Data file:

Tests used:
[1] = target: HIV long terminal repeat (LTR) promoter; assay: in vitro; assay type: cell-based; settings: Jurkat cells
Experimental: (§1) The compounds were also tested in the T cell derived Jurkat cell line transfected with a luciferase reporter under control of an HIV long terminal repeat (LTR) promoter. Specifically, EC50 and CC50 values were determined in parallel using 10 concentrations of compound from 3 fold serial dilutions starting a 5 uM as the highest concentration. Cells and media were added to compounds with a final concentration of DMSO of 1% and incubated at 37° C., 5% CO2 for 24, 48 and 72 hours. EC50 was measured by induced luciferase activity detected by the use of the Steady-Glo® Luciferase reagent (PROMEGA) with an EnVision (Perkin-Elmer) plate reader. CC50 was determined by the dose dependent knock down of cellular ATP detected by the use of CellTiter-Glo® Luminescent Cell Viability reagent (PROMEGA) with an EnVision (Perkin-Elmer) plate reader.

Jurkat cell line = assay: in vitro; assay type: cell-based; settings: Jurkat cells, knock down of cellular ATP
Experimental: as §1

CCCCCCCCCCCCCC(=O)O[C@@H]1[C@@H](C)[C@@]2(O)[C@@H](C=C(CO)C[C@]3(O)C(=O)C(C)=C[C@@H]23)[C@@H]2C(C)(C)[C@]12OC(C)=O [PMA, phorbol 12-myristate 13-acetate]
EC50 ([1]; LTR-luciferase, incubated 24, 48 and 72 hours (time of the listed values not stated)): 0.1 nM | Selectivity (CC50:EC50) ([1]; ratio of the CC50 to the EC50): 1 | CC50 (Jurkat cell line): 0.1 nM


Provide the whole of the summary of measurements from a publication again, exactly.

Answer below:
Tests used:
[1] = target: HIV long terminal repeat (LTR) promoter; assay: in vitro; assay type: cell-based; settings: Jurkat cells
Experimental: (§1) The compounds were also tested in the T cell derived Jurkat cell line transfected with a luciferase reporter under control of an HIV long terminal repeat (LTR) promoter. Specifically, EC50 and CC50 values were determined in parallel using 10 concentrations of compound from 3 fold serial dilutions starting a 5 uM as the highest concentration. Cells and media were added to compounds with a final concentration of DMSO of 1% and incubated at 37° C., 5% CO2 for 24, 48 and 72 hours. EC50 was measured by induced luciferase activity detected by the use of the Steady-Glo® Luciferase reagent (PROMEGA) with an EnVision (Perkin-Elmer) plate reader. CC50 was determined by the dose dependent knock down of cellular ATP detected by the use of CellTiter-Glo® Luminescent Cell Viability reagent (PROMEGA) with an EnVision (Perkin-Elmer) plate reader.

Jurkat cell line = assay: in vitro; assay type: cell-based; settings: Jurkat cells, knock down of cellular ATP
Experimental: as §1

CCCCCCCCCCCCCC(=O)O[C@@H]1[C@@H](C)[C@@]2(O)[C@@H](C=C(CO)C[C@]3(O)C(=O)C(C)=C[C@@H]23)[C@@H]2C(C)(C)[C@]12OC(C)=O [PMA, phorbol 12-myristate 13-acetate]
EC50 ([1]; LTR-luciferase, incubated 24, 48 and 72 hours (time of the listed values not stated)): 0.1 nM | Selectivity (CC50:EC50) ([1]; ratio of the CC50 to the EC50): 1 | CC50 (Jurkat cell line): 0.1 nM